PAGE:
|Author (Person)||Negreiro Achiaga, Maria Del Mar|
|Author (Corporate)||European Parliament: European Parliamentary Research Service|
|Publisher||European Parliament: European Parliamentary Research Service (EPRS), European Union|
|Series Title||EPRS Briefings|
|Series Details||PE 659.360|
|Publication Date||November 2020|
|Content Type||Research Paper|
The volume of child abuse materials circulating on the internet has increased dramatically during the pandemic, as both children and child sex offenders spend more time, and interact more, online. Enabled by digital technologies, child sex offenders have tapped into opportunities that were previously unavailable to communicate freely and directly with each other and with children, creating online communities where they share their crimes. Today, they can reach children via webcams, connected devices and chat rooms in social media and video games, while remaining anonymous thanks to technologies such as cloud computing, the dark web, end-to-end encryption and streaming. There has been a rise in grooming and sextortion incidents.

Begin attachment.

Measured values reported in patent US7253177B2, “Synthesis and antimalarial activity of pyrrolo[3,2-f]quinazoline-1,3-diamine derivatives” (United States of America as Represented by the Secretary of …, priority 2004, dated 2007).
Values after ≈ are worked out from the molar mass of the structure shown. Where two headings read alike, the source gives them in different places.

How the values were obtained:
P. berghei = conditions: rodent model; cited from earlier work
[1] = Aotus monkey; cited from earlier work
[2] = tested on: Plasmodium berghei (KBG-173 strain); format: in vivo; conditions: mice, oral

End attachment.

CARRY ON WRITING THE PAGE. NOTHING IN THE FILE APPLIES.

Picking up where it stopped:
Conversely, it is again digital technologies, such as artificial intelligence (AI) and improved online age verification methods or age-appropriate design, which can help to curb the surge of the above crimes. Due to its capacity and speed of analysis, AI could play an important role in tackling the problem and assisting law enforcement in reducing the overwhelming amount of reports that need to be analysed.
This is one of two EPRS briefings on the subject of fighting online child abuse. This one looks at technological aspects while the second one will cover legislative and policy issues.
|Subject Categories||Business and Industry, Justice and Home Affairs|
|Subject Tags||Children | Young People|
|Keywords||Artificial Intelligence, Digital Technology